Cold Chain Logistics…More Complicated that you think

Ever wonder how our food, vaccines or other products stay at a constant and cool temperature? Is it regulated by a government agency and checked regularly? Let’s explore how Cold Chain Logistics work and why it’s so important.

What does Cold Chair Mean?   

According to Wikipedia “Cold chains are common in the food and pharmaceutical industries and also in some chemical shipments. One common temperature range for a cold chain in pharmaceutical industries is 2 to 8 °C (36 to 46 °F). but the specific temperature (and time at temperature) tolerances depend on the actual product being shipped. Unique to fresh produce cargoes, the cold chain requires to additionally maintain product specific environment parameters which include air quality levels (carbon dioxide, oxygen, humidity and others), which makes this the most complicated cold chain to operate.”

How do Cold Chain Logistics work?

Items are shipped, sometimes across the United States or even Globally. It’s a constant struggle to make sure items are kept temperature controlled at all times. In order for food, vaccines or other items to be transported a “chain” is set up. The chain we are referring to is how the items are going to be shipped from the manufacturer to the consumer while keeping the temperatures regulated. Think of all the temperature variations globally….Extreme Cold in Alaska, Heat in Las Vegas, Humidity in the South, rain, ice, flooding, third world countries…it’s not an easy task. There are numerous companies that specialize in this kind of Cold Chain Logistics. However, in order to make the Cold Chain work effectively, it takes collaboration and cooperation from distributors, trucking companies, Airports, Refrigeration products, monitoring of temperatures. It’s not surprising that one third of all food that is transported globally is lost to spoilage each year due to inadequate temperature controls. Think of how much food that is and how many people that one third could feed.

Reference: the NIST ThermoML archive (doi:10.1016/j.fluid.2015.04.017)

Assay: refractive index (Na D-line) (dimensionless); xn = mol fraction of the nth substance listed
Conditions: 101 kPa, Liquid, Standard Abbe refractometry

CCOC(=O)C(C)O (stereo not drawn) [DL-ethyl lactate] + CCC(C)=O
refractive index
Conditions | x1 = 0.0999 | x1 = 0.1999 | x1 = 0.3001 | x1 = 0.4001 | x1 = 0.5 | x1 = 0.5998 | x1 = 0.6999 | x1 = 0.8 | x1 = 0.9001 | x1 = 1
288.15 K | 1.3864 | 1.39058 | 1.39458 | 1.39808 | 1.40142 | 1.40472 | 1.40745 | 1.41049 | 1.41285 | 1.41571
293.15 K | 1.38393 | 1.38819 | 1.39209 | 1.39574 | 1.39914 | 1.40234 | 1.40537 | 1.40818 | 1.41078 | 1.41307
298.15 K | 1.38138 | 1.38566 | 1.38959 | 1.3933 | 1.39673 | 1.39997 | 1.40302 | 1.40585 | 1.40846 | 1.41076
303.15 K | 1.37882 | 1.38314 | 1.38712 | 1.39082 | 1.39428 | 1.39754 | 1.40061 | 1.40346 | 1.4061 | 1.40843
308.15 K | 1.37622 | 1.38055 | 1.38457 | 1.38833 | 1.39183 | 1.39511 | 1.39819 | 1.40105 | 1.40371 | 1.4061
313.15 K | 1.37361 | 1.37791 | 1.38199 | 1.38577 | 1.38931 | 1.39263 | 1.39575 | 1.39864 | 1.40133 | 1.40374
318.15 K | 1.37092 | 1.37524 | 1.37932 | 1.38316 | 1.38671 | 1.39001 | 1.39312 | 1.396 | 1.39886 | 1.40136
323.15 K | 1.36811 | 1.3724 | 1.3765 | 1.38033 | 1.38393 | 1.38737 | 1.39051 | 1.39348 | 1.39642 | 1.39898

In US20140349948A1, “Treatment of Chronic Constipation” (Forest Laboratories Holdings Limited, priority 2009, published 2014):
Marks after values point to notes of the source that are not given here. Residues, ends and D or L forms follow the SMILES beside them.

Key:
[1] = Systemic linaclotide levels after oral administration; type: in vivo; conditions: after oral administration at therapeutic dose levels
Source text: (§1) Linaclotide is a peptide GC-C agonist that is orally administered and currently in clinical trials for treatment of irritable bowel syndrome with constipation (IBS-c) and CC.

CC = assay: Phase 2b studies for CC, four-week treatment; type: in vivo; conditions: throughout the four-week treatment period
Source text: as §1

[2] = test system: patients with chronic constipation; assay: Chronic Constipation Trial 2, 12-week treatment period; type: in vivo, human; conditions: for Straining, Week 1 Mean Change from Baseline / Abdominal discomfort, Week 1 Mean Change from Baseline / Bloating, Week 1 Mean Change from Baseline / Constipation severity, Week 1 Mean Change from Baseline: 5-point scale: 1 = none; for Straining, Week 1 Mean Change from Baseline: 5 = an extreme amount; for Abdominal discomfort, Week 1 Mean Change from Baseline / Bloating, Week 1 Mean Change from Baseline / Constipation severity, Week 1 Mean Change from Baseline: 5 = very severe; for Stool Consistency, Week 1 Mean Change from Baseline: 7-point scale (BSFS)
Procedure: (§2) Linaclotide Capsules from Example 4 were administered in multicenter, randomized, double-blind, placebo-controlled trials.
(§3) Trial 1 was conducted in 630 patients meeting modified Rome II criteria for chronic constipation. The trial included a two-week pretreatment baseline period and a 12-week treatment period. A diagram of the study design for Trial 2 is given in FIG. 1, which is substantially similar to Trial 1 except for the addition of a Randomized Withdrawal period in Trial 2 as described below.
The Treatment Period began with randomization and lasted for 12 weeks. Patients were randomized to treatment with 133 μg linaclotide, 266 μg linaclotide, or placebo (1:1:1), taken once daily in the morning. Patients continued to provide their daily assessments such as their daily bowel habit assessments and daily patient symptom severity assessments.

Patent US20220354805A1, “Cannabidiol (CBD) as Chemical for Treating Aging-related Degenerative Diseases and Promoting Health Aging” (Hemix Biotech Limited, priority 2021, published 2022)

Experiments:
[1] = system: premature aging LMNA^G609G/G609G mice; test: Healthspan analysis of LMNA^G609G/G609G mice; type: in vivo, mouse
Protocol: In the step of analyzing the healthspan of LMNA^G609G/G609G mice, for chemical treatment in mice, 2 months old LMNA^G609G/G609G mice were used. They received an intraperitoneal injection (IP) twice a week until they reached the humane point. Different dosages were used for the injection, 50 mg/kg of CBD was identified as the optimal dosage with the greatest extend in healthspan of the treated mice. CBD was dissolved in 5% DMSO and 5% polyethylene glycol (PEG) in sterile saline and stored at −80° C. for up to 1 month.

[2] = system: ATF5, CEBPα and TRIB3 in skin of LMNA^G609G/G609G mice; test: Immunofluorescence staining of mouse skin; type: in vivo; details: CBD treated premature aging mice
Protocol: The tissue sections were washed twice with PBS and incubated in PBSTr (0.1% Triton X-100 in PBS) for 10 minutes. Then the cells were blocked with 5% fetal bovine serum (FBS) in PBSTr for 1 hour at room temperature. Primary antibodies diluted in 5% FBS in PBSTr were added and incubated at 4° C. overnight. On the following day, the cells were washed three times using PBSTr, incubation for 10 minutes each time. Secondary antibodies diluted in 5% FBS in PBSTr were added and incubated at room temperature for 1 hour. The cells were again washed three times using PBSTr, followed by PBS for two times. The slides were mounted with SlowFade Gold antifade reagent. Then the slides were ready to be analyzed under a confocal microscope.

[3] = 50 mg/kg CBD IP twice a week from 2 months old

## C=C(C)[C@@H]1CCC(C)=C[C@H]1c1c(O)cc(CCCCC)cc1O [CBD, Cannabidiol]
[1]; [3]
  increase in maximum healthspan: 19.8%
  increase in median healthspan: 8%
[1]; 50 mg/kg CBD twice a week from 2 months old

How Cold Chains Regulated to ensure proper transit Temperatures

It probably does not surprise anyone that the FDA has numerous regulations regarding the transit of Food and Vaccines. According to the FDA “When setting up a cold chain management system that complies with federal regulations, you’ll need to create or obtain detailed records of stability data, geographical data (including climatic zones), shipping and storage durations at each point in the journey, and contingency procedures for delays, out-of-specification conditions or other unexpected events.”

Why is there so much contamination and waste still happening in Cold Chain Management

Equipment failures, improper reporting, human error are all major factors of Cold Chain Management breakdown.  If the refrigeration on a plane or truck fails and there is no built-in monitoring or alarm system to alert the personnel to these failure, these products arrive spoiled and unusable. Maybe someone forgot to turn the refrigeration equipment to the proper level for the product. There are so many things that can and do go wrong in transporting food and pharmaceuticals.

Things are improving though. Many companies are testing new technologies that can immediately alert personnel if a refrigerated unit goes bad in transit or if the temperature falls below acceptable levels. Some are even testing technologies where personnel are notified but the unit itself has a built-in computer that will auto adjust the temperature. All of these new technologies should help decrease food spoilage and vaccines that are unusable.